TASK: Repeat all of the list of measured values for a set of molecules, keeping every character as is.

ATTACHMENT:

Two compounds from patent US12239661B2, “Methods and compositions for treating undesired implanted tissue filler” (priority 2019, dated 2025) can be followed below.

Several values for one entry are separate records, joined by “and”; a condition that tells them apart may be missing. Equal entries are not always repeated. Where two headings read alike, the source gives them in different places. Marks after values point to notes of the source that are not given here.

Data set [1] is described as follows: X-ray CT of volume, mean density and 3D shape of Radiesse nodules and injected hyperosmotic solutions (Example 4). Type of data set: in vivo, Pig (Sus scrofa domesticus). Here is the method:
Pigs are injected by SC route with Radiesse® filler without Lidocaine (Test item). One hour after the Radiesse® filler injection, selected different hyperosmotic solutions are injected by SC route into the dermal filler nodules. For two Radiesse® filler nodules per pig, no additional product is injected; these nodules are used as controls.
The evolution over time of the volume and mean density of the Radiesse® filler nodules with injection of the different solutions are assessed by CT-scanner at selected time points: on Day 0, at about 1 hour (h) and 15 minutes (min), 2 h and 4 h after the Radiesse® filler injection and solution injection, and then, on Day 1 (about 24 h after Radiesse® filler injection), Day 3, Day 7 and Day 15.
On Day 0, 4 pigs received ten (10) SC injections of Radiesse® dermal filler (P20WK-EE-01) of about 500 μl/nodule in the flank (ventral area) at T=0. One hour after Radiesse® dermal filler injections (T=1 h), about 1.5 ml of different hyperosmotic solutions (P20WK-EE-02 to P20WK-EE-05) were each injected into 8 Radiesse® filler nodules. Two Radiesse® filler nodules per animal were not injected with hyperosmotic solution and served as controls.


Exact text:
Two compounds from patent US12239661B2, “Methods and compositions for treating undesired implanted tissue filler” (priority 2019, dated 2025) can be followed below.

Several values for one entry are separate records, joined by “and”; a condition that tells them apart may be missing. Equal entries are not always repeated. Where two headings read alike, the source gives them in different places. Marks after values point to notes of the source that are not given here.

Data set [1] is described as follows: X-ray CT of volume, mean density and 3D shape of Radiesse nodules and injected hyperosmotic solutions (Example 4). Type of data set: in vivo, Pig (Sus scrofa domesticus). Here is the method:
Pigs are injected by SC route with Radiesse® filler without Lidocaine (Test item). One hour after the Radiesse® filler injection, selected different hyperosmotic solutions are injected by SC route into the dermal filler nodules. For two Radiesse® filler nodules per pig, no additional product is injected; these nodules are used as controls.
The evolution over time of the volume and mean density of the Radiesse® filler nodules with injection of the different solutions are assessed by CT-scanner at selected time points: on Day 0, at about 1 hour (h) and 15 minutes (min), 2 h and 4 h after the Radiesse® filler injection and solution injection, and then, on Day 1 (about 24 h after Radiesse® filler injection), Day 3, Day 7 and Day 15.
On Day 0, 4 pigs received ten (10) SC injections of Radiesse® dermal filler (P20WK-EE-01) of about 500 μl/nodule in the flank (ventral area) at T=0. One hour after Radiesse® dermal filler injections (T=1 h), about 1.5 ml of different hyperosmotic solutions (P20WK-EE-02 to P20WK-EE-05) were each injected into 8 Radiesse® filler nodules. Two Radiesse® filler nodules per animal were not injected with hyperosmotic solution and served as controls.